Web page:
Not every constitution includes ‘social rights’ such as education and health care. Supporters of social constitutional rights argue that when these are enacted in the constitution, the legislatures and the executive are forced to enact laws geared at providing strong and high quality social services, including high quality education (Zackin 2013). Whether this works or not is an empirical question, whose answer is important to many countries currently considering major constitutional reforms.
Constitutional rights and education: Preliminary results
Constitutional scholars distinguish between ‘negative’ and ‘positive’ rights. The former are aimed at protecting individuals from the overreach of the state, and include property rights, the right of contract, and freedom of speech. Positive constitutional rights, in contrast, detail the obligations of the State toward individuals, and include the rights to education, health, and shelter. Their aim is to protect the people from poverty and devastation. Although every constitution (or constitutional arrangement) contains negative rights, not every national constitution enshrines positive rights (Sunstein 2004). France and Germany protect social rights at the constitutional level, while the United States, Australia, and Norway don’t include social rights in their constitutions.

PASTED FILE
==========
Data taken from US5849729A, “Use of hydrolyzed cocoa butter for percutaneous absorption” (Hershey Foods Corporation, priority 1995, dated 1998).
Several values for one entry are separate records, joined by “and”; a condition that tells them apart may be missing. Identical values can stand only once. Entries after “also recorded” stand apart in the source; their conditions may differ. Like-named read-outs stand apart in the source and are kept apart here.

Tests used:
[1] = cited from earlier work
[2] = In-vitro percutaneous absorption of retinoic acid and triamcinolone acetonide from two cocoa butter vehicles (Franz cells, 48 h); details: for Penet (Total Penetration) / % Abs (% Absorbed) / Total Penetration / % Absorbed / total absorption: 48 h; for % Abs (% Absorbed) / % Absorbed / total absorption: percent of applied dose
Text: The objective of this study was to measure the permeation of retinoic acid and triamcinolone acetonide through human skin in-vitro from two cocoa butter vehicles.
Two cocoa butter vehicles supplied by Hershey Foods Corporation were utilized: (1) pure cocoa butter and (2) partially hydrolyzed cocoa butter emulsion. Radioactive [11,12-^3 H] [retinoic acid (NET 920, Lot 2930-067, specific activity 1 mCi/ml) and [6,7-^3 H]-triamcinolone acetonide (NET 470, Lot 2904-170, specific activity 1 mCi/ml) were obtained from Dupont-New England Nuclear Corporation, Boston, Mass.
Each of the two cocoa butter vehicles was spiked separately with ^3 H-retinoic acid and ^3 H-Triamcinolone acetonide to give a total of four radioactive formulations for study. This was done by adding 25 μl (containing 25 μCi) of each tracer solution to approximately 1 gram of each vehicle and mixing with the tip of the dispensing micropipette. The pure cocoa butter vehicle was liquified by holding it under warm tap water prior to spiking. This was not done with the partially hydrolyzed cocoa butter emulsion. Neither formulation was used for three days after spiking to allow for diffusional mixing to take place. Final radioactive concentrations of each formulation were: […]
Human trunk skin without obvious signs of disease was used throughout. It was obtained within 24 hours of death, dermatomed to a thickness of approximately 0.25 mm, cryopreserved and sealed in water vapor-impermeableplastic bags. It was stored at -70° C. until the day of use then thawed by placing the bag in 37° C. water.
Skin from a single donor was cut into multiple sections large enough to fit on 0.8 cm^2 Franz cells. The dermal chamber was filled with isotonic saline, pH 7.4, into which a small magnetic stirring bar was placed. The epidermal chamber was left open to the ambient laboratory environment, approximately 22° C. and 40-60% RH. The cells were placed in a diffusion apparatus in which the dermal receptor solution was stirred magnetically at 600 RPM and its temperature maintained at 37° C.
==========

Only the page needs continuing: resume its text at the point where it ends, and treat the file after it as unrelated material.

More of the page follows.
Project Constitute has collected information on constitutions in 192 countries, and distinguishes between three types of constitutional protection to education: the provision of free education, compulsory education, and equal access to higher education. In 2012 the OECD administered its PISA (Program for International Student Assessment) test to thousands of 15 year old students in 65 countries.2 This exam measures skills in math, science and reading through common standardized tests. The sample includes all OECD countries, plus a number of invited nations. There are detailed data on the constitutions of 61 out of the 65 countries that participated in the 2012 PISA test.3